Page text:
1959 - Voigtländer Zoomar 36-82/2.8 for Bessamatic, Exakta, Contax, Pentax, Kodak mounts.
Originally Posted by Diapositivo
Not computer aided, as far as I know.
It's ongoing but accelerates in the 90's and then speeds up in the past 10/12 years. These changes mean both types of wide angle lenses improve, the Cosina made WA's for range finder cameras are outstanding optically.
Originally Posted by David Lyga
I use a 17mm Tamron SP (my second) although I'd buy a 21mm Leitz lens for my M3 if I needed a lens like this for commercial use (with film). I much prefer the 21mm Leitz lenses but would buy a Cosina eqivalent if the budget was too tight however I can't justift it these days as I rarely use 35mm.
David, in Germany the first computers to calculate lens designs were applied in the late 50's.
However these first applications were rather calculations than designing. As the early computers were more related to what we now call calculators than those selfsustained computers aiding in lens design today.
Last edited by AgX; 11-19-2012 at 04:43 PM. Click to view previous post history.
Olympus introduced its own optical computational metrics by proprietary computer in mid-1973 and began the task of creating the retro-focus inverted 6E/5G optic of the XA, released in July of 1975. The design of that camera was evidently unorthodox, and the compromises that had to be made to fit a very sharp lens into a small space were formidable for that time (the question asked is, who else did the same thing, eliminating just about all of the sever forms of distortion and aberration, AND which wasn't a fold-out design?), though commonplace today (and often better) in many RFs.
.::Gary Rowan Higgins
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a thousand hours of therapy.
"It is horrifying that we have to fight our own government
to save the environment."
I think at the time the designers designed a zoom lens based on intuitions and knowledge/witchcraft, then had to make calculations to verify/understand lens behaviour. With zoom lenses (zoom proper, lenses that perform at all focal lenghts) these calculations take a huge amount of time, considering the great number of lenses and the very great number of "positions" (zoom, focus, aperture), and computer helped make this calculation allowing the designers to figure out much faster at which focal length a problem might have appeared, modifying the design, calculating again etc. This "trial and error" procedure was certainly much faster with computers.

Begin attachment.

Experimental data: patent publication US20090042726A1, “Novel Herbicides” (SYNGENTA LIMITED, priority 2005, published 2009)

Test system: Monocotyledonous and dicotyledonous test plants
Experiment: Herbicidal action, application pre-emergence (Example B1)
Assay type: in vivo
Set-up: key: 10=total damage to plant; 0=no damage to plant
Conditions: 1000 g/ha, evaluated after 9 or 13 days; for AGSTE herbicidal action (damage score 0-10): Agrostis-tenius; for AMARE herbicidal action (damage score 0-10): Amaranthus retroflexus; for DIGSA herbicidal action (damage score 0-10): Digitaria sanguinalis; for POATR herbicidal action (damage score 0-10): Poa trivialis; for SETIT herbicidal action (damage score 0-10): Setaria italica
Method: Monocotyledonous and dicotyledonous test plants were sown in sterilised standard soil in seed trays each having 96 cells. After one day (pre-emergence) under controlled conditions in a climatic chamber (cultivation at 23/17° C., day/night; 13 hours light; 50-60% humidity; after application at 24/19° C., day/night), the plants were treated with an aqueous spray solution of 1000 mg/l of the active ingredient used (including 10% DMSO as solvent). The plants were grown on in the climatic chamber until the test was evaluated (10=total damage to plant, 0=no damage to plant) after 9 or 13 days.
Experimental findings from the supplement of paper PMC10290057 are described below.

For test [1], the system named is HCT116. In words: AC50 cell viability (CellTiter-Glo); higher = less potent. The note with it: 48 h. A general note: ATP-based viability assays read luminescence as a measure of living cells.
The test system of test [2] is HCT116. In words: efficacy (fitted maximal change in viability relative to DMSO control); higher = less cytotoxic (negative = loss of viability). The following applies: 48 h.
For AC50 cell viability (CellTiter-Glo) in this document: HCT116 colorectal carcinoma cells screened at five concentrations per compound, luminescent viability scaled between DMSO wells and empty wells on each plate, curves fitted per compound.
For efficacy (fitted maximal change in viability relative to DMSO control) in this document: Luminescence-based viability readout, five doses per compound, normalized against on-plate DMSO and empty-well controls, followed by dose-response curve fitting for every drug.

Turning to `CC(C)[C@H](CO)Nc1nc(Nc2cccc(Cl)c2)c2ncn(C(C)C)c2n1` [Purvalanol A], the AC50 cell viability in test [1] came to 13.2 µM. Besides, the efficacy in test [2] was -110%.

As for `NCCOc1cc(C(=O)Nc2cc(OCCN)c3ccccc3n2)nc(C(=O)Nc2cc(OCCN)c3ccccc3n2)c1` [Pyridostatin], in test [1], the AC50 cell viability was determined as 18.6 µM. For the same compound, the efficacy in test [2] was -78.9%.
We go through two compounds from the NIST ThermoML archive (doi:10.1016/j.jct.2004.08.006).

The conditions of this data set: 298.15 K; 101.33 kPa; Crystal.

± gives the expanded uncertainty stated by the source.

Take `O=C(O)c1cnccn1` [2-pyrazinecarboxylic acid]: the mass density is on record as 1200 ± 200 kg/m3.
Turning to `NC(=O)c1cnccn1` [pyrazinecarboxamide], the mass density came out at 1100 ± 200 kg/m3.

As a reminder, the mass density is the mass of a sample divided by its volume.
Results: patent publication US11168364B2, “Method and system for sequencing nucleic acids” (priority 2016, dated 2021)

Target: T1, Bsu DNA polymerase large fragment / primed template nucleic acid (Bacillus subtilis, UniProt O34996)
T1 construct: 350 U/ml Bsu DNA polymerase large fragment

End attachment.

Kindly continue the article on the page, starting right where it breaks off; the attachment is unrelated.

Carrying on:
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I used to think of the Pentax Super Takumar 35mm f/2.0 (with 67mm filter ring) as a rectilinear wide angle lens. Was I mistaken? Or is this really an attribute of that lens?
After it was stolen, I "replaced" it with the Olympus Zuiko 35mm f/2.0 lens. I wasn't thrilled that I was introduced to barrel distortion. So I never really took a liking to that lens, and I kept thinking I should get the shift lens... not at all for the shift feature... but because I had the impression it was bound to be rectilinear.
A very important distinction. The early computers replaced mathematicians who did calculations manually; they did them much faster and less expensively. This led to more complex designs being attempted, because the calculating power was there to facilitate them; before then they were impractical or unprofitable.
Originally Posted by AgX
Later computing power improved to the point that they could support the programming necessary to become design tools.
Large cost reduction has also come from a reduced need for prototypes.
Last edited by lxdude; 11-19-2012 at 10:57 PM. Click to view previous post history.
I do use a digital device in my photographic pursuits when necessary.
When someone rags on me for using film, I use a middle digit, upraised.
Very understandable about the advancement of zoom optics and what I really thought: that this computerization of design was largely gradual, emanating (seminally) from 'helping' to calculate and verify the manual efforts, then gradually segueing into actually BEING the 'person' who formulates the data.
Might I ask another question: I heard long ago (two decades) that varifocal lenses were actually sharper than zooms because they had to be refocused with each change in focal length. Has the quality of today's zooms negated that 'advantage'? - David Lyga
Last edited by David Lyga; 11-20-2012 at 07:52 AM. Click to view previous post history.
As a side notation, the best lenses as far as correction of distortion and of field curvature are usually lenses for "reproduction stand" normally to be found in 50mm and 100mm, often called "bellows" lenses because they don't have a focusing helicoid and must be used in conjunction with a bellows (they would normally focus at infinite, with their bellows).
In case is true that Parfocal lenses have less abberations, the ability with Varfocal lenses to focus with a long FL and to zoom then back to a short FL, and by this gaining higher focussing acuracy, might compensate in some cases for any better lab-performance of Parfocal lenses.